“We have to be the party of everybody, or we’re the party of nobody.” That’s what Tom Watson said in his 2015 conference address. The deputy Labour leader’s statement is surely pertinent to the dedicated, hard-working staff who serve our party and work long hours every week towards our collective pursuit of a Labour government. A huge amount is expected from us.
We work long hours. We organised the showcase seen last month in Liverpool. Our party staffers are the most loyal and dedicated group of individuals I have had the great pleasure to know. But it may surprise you to learn that some of us are living in difficult financial circumstances. I know of colleagues who have used payday lenders, I know of colleagues who have been to food banks and I know of colleagues who are now in long-term debt.
These are staffers who are employed as on as little as 12 hours a week and don’t know how many hours they will work next week. These are colleagues who have contracts lasting as little as two months, outside of election time, and these are colleagues who have families and children to support. That isn’t working to live – that’s working to survive.
Yes, this is reality for thousands of working families up and down the country but it should not be the reality for our own staff, the bedrock of our movement. The Labour Party now has over half a million members, united in our desire to defeat the Tories. It is the collective duty of each and every one of us to hold the party to the highest standards.
That is the job of Jeremy. That is the job of Tom. That is the job of the PLP and our elected representatives. That is the job of trade unions. That is the job of everyone who attended party conference. That is the job of everyone with a party membership card. That is the job of all of us.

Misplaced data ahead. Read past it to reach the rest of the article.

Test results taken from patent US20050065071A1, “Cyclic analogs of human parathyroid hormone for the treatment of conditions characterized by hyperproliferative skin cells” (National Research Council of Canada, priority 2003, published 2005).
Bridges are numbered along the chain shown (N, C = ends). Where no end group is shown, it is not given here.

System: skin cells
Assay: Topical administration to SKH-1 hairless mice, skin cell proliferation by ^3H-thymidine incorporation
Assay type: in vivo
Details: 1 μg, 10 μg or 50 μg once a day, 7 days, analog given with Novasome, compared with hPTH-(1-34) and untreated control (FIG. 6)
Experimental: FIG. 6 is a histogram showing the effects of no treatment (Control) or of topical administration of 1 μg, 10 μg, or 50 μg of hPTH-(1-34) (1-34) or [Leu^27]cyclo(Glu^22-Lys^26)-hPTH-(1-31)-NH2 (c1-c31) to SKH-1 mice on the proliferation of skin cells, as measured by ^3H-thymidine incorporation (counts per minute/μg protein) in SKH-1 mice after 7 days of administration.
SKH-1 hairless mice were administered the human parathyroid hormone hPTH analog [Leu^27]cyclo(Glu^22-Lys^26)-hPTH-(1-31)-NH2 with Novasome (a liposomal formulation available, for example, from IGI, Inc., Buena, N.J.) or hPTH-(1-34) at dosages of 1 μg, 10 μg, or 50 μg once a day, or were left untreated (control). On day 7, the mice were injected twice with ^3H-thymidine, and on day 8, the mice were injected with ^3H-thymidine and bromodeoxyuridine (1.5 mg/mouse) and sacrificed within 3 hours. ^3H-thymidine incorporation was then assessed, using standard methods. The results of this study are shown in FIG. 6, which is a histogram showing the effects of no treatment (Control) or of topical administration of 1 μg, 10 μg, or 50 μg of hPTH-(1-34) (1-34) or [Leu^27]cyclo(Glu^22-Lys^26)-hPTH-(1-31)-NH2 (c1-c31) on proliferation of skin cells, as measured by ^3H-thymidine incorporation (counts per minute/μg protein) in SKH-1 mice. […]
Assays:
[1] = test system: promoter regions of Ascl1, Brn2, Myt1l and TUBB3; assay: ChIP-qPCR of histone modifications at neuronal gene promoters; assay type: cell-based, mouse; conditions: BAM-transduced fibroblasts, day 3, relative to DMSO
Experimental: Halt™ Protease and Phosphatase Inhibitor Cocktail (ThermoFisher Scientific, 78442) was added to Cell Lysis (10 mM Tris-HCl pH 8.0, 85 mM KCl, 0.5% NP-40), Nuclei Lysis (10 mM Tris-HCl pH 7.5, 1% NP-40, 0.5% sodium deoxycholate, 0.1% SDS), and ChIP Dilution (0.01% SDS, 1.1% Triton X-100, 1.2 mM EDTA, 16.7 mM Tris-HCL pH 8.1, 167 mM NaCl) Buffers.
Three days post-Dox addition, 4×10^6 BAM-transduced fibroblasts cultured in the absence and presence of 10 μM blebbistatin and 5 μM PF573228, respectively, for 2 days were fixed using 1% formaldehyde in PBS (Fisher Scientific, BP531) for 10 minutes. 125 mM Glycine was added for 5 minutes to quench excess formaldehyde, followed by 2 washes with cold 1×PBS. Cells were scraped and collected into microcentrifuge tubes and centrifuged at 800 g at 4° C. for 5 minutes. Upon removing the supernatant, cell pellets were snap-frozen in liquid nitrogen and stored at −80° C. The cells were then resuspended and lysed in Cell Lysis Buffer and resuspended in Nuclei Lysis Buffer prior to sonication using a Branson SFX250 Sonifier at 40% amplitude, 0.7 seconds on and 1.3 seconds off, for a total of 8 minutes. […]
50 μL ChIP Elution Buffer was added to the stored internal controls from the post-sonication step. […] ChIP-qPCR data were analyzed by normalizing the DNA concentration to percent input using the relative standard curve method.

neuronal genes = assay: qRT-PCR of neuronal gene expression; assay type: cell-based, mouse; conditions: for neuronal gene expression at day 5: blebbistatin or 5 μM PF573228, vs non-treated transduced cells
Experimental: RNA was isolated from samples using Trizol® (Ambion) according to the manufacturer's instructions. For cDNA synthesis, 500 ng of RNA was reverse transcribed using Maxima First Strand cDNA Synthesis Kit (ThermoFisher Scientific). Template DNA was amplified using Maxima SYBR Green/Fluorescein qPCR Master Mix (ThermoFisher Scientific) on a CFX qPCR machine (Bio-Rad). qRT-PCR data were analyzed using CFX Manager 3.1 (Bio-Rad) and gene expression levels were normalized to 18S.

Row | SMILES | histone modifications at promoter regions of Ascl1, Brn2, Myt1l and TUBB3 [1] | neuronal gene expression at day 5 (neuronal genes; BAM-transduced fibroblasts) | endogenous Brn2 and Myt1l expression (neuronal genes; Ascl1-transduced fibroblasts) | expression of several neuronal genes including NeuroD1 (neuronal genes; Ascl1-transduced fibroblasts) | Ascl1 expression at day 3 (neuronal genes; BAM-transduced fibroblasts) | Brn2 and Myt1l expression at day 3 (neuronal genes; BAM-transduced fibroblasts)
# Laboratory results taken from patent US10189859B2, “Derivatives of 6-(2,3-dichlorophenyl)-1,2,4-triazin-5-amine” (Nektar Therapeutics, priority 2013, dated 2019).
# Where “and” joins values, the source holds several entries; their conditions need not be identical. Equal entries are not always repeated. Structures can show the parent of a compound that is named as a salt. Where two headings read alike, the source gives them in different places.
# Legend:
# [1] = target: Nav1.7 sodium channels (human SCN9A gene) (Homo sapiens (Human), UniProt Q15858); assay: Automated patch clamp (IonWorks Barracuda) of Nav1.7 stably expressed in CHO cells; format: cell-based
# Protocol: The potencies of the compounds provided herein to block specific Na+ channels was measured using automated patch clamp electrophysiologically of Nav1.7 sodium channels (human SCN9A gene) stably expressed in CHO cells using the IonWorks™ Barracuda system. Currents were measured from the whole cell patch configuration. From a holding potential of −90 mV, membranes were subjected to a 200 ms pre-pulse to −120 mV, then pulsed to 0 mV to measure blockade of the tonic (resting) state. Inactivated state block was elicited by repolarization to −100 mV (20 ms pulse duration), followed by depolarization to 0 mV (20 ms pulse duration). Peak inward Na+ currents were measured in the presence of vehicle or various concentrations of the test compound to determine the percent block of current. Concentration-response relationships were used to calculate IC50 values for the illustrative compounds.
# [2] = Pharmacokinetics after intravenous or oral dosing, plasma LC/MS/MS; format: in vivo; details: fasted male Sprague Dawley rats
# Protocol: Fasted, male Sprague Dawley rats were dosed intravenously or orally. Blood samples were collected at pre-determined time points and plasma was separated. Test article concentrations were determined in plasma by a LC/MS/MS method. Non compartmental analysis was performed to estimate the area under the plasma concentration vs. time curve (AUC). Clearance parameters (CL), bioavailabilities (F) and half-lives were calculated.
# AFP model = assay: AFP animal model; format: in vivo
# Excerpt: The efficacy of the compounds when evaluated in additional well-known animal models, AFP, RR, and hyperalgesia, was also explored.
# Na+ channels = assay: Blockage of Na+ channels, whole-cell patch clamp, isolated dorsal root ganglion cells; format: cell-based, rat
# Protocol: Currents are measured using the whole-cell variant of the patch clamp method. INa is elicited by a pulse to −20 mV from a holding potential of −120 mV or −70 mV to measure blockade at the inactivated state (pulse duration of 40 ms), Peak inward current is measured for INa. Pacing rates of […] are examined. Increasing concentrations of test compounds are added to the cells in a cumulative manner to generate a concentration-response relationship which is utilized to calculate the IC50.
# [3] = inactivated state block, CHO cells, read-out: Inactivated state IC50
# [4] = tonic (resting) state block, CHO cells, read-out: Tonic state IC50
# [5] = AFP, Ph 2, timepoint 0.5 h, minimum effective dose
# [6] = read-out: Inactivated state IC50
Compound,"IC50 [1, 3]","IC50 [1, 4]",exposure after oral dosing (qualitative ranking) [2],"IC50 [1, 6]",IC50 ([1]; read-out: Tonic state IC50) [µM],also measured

These are the individuals who will answer the phone when you call us, respond to your emails, write to you and face the most intolerable vicious abuse from members of our own party. My call to the Labour movement is this: stand shoulder-to-shoulder with party staff and ask Jennie Formby to get round the negotiating table with us.
We call for the end to the fictitious nature of many employment contracts within the party. It is unacceptable for those on short-hours contracts to find out that they are needed with only a few hours notice to spare.
This isn’t Sports Direct. These are our brothers and sisters, and they have families and kids to pay for. Party staffers are relying on tax credits to make ends meet while fighting tirelessly for a Labour government for the many. Our employment is insecure, but we believe workers should have the right to contracted hours that match the hours we regularly work.
Theresa May has never won a majority, and our task now – as a strong, confident and united Labour Party – is to make sure she never does. We owe it to our colleagues to call for better, and we owe it to them to call for action now. If you feel strongly, please write to Jennie Formby urging her to meet with trade union colleagues to demand an end to these insecure practices, and ensure our organisation is fit to deliver for the many, not the few.
The author of this article works for the Labour Party in its National Communications Centre in Newcastle and wishes to remain anonymous.